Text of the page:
The NFL has been taking a well-deserved beating this week for prohibiting players from kneeling during the national anthem.
Meanwhile, the NBA, which has had an almost identical policy for years, has gotten a free pass.
People seem to forget that. Outspoken Warriors coach Steve Kerr certainly did on Thursday when he threw rocks from inside a glass house and ripped the NFL’s anthem policy as “idiotic.” If he was a football player, they might wonder if Kerr was practicing without a helmet.
“They’re basically trying to use the anthem as fake patriotism, nationalism, scaring people,” Kerr said. “It’s idiotic, but that’s how the NFL has handled their business. I’m proud to be in a league that understands patriotism in America is about free speech, peacefully protesting.
“I think our leadership in the NBA understands that the NFL players were kneeling to protest police brutality, to protest racial inequality. They weren’t disrespecting the flag or the military. Our president decided to make it about that and the NFL followed suit and pandered to their fan base.
“That created this hysterical … It’s kind of what’s wrong with our country right now. People in high places are trying to divide us, divide loyalties and make this about the flag, as if the flag is something other than what it really is,” Kerr said. “It’s a representation of what we’re about — diversity, peaceful protest, right to free speech. It’s really ironic, actually, what the NFL is doing.”
OK, now let’s see what would happen if Kerr and his socially conscious players took a knee during “The Star Spangled Banner” before Game 5 of the Western Conference Finals.
They don’t have to. We know exactly what would happen. The NBA would fine the daylights out of them for violating the rule that mandates “Players, coaches and trainers are to stand and line up in a dignified posture along the sidelines or on the foul line during the playing of the national anthem.”
You should know that’s not the NFL’s rule. That’s right out of the NBA rule book. And if you think the so-called most progressive pro sports league on the planet would be accepting of players testing the anthem rule, look no further than last September when NBA players were flat-out warned to remain upright during the song.
In a memo to teams, deputy NBA commissioner Mark Tatum reminded them, “The NBA has a rule that players, coaches and trainers stand respectfully for the anthem. The league office will determine how to deal with any possible instance in which a player, coach or trainer does not stand for the anthem. (Teams do not have the discretion to waive this rule).”
And if you’re curious what penalty NBA players would face if they do step out of line, look no further than Mahmoud Abdul-Rauf, the Muslim former Nugget who refused to stand because of his religious and personal beliefs in 1996. Abdul-Rauf called the flag a “symbol of oppression, of tyranny.”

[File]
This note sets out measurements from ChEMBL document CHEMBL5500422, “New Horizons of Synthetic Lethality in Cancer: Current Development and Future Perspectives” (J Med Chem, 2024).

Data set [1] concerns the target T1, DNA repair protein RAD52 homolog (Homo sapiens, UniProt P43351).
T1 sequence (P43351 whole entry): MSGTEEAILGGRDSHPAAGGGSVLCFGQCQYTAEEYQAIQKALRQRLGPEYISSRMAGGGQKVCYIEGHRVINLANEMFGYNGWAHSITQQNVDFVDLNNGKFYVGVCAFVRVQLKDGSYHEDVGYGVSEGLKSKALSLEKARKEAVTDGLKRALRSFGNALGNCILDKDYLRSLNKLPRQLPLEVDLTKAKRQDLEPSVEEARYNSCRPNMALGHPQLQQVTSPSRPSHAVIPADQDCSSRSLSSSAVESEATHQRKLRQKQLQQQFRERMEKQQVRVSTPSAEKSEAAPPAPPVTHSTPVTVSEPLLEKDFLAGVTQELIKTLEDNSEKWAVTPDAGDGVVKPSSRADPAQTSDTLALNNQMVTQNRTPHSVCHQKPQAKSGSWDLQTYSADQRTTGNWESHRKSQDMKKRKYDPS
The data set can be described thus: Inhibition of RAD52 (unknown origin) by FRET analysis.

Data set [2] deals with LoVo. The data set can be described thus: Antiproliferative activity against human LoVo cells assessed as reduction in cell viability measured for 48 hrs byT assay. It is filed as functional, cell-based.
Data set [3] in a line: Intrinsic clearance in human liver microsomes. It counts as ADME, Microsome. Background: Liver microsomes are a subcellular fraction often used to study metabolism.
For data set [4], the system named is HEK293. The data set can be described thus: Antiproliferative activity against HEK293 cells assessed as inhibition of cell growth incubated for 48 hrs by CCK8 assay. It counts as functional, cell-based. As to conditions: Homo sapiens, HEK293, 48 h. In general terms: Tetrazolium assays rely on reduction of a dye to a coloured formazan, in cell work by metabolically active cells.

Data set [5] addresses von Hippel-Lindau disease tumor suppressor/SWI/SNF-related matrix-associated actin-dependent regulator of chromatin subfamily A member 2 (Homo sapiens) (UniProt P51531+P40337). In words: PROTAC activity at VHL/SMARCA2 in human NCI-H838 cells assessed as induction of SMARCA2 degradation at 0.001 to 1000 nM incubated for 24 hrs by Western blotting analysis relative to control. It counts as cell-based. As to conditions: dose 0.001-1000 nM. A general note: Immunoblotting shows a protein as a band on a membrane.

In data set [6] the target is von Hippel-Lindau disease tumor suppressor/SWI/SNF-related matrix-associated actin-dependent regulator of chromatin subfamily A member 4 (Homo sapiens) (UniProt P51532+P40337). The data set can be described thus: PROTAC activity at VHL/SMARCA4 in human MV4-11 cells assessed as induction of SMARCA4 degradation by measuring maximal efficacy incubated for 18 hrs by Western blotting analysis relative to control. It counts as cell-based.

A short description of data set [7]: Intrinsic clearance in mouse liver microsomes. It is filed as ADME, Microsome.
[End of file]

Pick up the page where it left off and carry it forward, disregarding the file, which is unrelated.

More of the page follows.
“This country has a long history of that,” he said. “I don’t think you can argue the facts. You can’t be for God and for oppression. It’s clear in the Koran, Islam is the only way. I don’t criticize those who stand, so don’t criticize me for sitting. I won’t waver from my decision.”
The NBA suspended him one game and he had to give up $31,707 in salary as punishment. He agreed to stand and pray during the anthem going forward.
Kerr, who was playing for the Bulls at the time, must not remember that.
Like the NFL, the anthem rule was instituted without being collectively bargained with the players. The NBA and NFL rules are both unilateral, but NBA owners get none of the flack NFL team owners receive.
Still, the Abdul-Rauf suspension was not the first or last time the NBA stepped on the freedom of its players. Almost 10 years later, in 2005 and in direct response to the Malice at the Palace brawl, the NBA became the first major pro league to institute a dress code when it outlawed hip hop attire and banned players from wearing jerseys, jewelry, jeans and do-rags as a desperate reach to repair its image. NBA players are now subject to suspensions and fines if they don’t dress right.
Talk about pandering.
The NBA has gotten a free pass on these issues for decades, and it is not likely going to be criticized for banning anthem demonstrations with the vitriol reserved for the NFL. Maybe that’s because the NBA hasn’t gone there yet, and no players have mustered the courage to challenge the rule since Colin Kaepernick started the movement two years ago. Honestly, would Kerr and his super team be suspended if they took a knee in solidarity with the issues they purport to be so passionate about? Would socially conscious LeBron James get docked for taking a knee?
The NBA has obviously stifled protest, so we may never know. Instead, it’s been the women of the WNBA who have taken a knee and challenged the rules. And guess what? They won.
In 2016, the entire Indiana Fever team and two players from the Phoenix Mercury took a knee during the national anthem before a playoff game. Earlier that summer, the WNBA fined teams including the Liberty, Fever and Mercury $5,000 each and every player $500 who violated uniform rules and wore Black Lives Matter/Dallas 5 T-shirts during warmups.
The fines were rescinded, but that should not detract from the fact that the NBA and its sister WNBA, which are thought to be the most progressive and socially conscious of all the pro sports leagues, are just as oppressive as the NFL.